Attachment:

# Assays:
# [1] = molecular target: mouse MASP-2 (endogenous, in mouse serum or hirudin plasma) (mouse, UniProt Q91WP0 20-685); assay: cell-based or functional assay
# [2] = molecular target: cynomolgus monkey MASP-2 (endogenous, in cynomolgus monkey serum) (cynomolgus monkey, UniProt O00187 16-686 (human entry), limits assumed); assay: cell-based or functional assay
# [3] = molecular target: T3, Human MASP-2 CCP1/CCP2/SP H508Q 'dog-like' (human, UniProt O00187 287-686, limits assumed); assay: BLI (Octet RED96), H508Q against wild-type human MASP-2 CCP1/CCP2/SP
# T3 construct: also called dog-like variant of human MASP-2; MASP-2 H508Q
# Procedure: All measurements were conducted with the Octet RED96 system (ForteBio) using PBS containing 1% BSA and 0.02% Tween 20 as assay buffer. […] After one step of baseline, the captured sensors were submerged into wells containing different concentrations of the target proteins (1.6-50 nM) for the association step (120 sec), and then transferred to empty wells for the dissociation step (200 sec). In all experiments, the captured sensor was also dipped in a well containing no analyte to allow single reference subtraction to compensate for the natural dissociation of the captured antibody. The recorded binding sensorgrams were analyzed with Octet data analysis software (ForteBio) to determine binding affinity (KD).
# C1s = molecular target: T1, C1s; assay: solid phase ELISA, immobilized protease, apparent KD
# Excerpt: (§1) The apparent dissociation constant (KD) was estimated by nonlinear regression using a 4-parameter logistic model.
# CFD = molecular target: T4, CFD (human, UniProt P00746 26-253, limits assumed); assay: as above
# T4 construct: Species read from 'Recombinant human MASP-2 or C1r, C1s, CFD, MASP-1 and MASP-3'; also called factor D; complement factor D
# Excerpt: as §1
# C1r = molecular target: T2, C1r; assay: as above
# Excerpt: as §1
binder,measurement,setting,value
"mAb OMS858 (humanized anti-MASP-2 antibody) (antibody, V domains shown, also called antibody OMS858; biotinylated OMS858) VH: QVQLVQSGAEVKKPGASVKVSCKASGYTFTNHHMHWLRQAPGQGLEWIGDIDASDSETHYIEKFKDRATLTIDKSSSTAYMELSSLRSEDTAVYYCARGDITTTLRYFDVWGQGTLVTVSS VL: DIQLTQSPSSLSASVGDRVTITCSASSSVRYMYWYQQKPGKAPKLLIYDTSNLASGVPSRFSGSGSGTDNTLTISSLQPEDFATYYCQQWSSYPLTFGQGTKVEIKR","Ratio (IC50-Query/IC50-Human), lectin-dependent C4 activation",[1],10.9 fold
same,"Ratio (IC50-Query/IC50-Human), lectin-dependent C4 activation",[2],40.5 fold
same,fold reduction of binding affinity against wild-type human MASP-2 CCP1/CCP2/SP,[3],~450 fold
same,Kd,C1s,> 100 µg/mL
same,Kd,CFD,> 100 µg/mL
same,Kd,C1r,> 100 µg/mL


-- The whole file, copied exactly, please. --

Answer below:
# Assays:
# [1] = molecular target: mouse MASP-2 (endogenous, in mouse serum or hirudin plasma) (mouse, UniProt Q91WP0 20-685); assay: cell-based or functional assay
# [2] = molecular target: cynomolgus monkey MASP-2 (endogenous, in cynomolgus monkey serum) (cynomolgus monkey, UniProt O00187 16-686 (human entry), limits assumed); assay: cell-based or functional assay
# [3] = molecular target: T3, Human MASP-2 CCP1/CCP2/SP H508Q 'dog-like' (human, UniProt O00187 287-686, limits assumed); assay: BLI (Octet RED96), H508Q against wild-type human MASP-2 CCP1/CCP2/SP
# T3 construct: also called dog-like variant of human MASP-2; MASP-2 H508Q
# Procedure: All measurements were conducted with the Octet RED96 system (ForteBio) using PBS containing 1% BSA and 0.02% Tween 20 as assay buffer. […] After one step of baseline, the captured sensors were submerged into wells containing different concentrations of the target proteins (1.6-50 nM) for the association step (120 sec), and then transferred to empty wells for the dissociation step (200 sec). In all experiments, the captured sensor was also dipped in a well containing no analyte to allow single reference subtraction to compensate for the natural dissociation of the captured antibody. The recorded binding sensorgrams were analyzed with Octet data analysis software (ForteBio) to determine binding affinity (KD).
# C1s = molecular target: T1, C1s; assay: solid phase ELISA, immobilized protease, apparent KD
# Excerpt: (§1) The apparent dissociation constant (KD) was estimated by nonlinear regression using a 4-parameter logistic model.
# CFD = molecular target: T4, CFD (human, UniProt P00746 26-253, limits assumed); assay: as above
# T4 construct: Species read from 'Recombinant human MASP-2 or C1r, C1s, CFD, MASP-1 and MASP-3'; also called factor D; complement factor D
# Excerpt: as §1
# C1r = molecular target: T2, C1r; assay: as above
# Excerpt: as §1
binder,measurement,setting,value
"mAb OMS858 (humanized anti-MASP-2 antibody) (antibody, V domains shown, also called antibody OMS858; biotinylated OMS858) VH: QVQLVQSGAEVKKPGASVKVSCKASGYTFTNHHMHWLRQAPGQGLEWIGDIDASDSETHYIEKFKDRATLTIDKSSSTAYMELSSLRSEDTAVYYCARGDITTTLRYFDVWGQGTLVTVSS VL: DIQLTQSPSSLSASVGDRVTITCSASSSVRYMYWYQQKPGKAPKLLIYDTSNLASGVPSRFSGSGSGTDNTLTISSLQPEDFATYYCQQWSSYPLTFGQGTKVEIKR","Ratio (IC50-Query/IC50-Human), lectin-dependent C4 activation",[1],10.9 fold
same,"Ratio (IC50-Query/IC50-Human), lectin-dependent C4 activation",[2],40.5 fold
same,fold reduction of binding affinity against wild-type human MASP-2 CCP1/CCP2/SP,[3],~450 fold
same,Kd,C1s,> 100 µg/mL
same,Kd,CFD,> 100 µg/mL
same,Kd,C1r,> 100 µg/mL